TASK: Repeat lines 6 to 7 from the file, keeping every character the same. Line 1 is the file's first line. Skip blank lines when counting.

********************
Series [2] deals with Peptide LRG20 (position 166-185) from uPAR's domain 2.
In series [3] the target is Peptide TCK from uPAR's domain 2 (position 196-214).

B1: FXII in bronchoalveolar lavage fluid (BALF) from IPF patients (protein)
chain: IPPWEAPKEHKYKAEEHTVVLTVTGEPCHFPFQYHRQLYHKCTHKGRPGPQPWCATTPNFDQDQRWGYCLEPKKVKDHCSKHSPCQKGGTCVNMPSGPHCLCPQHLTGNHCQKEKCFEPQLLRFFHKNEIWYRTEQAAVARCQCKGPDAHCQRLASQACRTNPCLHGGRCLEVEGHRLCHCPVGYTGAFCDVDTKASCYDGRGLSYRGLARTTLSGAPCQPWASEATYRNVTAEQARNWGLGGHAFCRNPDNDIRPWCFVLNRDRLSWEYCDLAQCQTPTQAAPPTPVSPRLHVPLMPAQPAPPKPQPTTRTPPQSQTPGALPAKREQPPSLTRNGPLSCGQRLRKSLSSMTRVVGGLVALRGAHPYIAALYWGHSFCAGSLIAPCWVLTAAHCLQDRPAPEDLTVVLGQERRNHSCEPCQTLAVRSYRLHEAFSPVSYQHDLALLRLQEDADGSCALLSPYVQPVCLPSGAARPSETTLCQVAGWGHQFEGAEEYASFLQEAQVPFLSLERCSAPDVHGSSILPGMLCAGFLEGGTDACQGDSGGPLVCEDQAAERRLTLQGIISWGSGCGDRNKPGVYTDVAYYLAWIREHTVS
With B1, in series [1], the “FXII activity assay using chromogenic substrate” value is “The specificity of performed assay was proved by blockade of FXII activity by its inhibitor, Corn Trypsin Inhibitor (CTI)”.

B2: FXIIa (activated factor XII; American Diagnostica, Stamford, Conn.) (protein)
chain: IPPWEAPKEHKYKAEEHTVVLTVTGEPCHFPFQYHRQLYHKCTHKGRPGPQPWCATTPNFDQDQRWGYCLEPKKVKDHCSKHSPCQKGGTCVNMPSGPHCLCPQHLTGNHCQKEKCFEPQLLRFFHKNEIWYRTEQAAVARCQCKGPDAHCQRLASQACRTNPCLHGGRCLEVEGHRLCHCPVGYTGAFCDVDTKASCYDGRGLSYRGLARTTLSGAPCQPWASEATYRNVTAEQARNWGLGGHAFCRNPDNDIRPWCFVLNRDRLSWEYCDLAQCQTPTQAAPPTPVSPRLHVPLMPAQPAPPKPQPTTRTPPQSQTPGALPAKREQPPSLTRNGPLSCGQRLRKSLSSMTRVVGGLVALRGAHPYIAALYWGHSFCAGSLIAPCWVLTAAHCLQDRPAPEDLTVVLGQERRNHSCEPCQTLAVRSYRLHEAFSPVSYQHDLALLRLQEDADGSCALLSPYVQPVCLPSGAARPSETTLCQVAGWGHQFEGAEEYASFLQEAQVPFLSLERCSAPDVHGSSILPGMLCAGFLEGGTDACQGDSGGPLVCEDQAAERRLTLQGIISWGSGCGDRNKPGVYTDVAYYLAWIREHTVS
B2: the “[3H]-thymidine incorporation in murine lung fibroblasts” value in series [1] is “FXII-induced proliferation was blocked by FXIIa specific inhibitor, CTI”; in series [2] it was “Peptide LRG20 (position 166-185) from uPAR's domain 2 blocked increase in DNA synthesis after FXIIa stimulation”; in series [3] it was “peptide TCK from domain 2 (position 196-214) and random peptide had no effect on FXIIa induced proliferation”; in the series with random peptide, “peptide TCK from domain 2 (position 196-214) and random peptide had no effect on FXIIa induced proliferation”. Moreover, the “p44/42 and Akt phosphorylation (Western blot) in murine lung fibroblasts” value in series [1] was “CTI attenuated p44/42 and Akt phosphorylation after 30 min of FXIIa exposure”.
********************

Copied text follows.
B2: FXIIa (activated factor XII; American Diagnostica, Stamford, Conn.) (protein)
chain: IPPWEAPKEHKYKAEEHTVVLTVTGEPCHFPFQYHRQLYHKCTHKGRPGPQPWCATTPNFDQDQRWGYCLEPKKVKDHCSKHSPCQKGGTCVNMPSGPHCLCPQHLTGNHCQKEKCFEPQLLRFFHKNEIWYRTEQAAVARCQCKGPDAHCQRLASQACRTNPCLHGGRCLEVEGHRLCHCPVGYTGAFCDVDTKASCYDGRGLSYRGLARTTLSGAPCQPWASEATYRNVTAEQARNWGLGGHAFCRNPDNDIRPWCFVLNRDRLSWEYCDLAQCQTPTQAAPPTPVSPRLHVPLMPAQPAPPKPQPTTRTPPQSQTPGALPAKREQPPSLTRNGPLSCGQRLRKSLSSMTRVVGGLVALRGAHPYIAALYWGHSFCAGSLIAPCWVLTAAHCLQDRPAPEDLTVVLGQERRNHSCEPCQTLAVRSYRLHEAFSPVSYQHDLALLRLQEDADGSCALLSPYVQPVCLPSGAARPSETTLCQVAGWGHQFEGAEEYASFLQEAQVPFLSLERCSAPDVHGSSILPGMLCAGFLEGGTDACQGDSGGPLVCEDQAAERRLTLQGIISWGSGCGDRNKPGVYTDVAYYLAWIREHTVS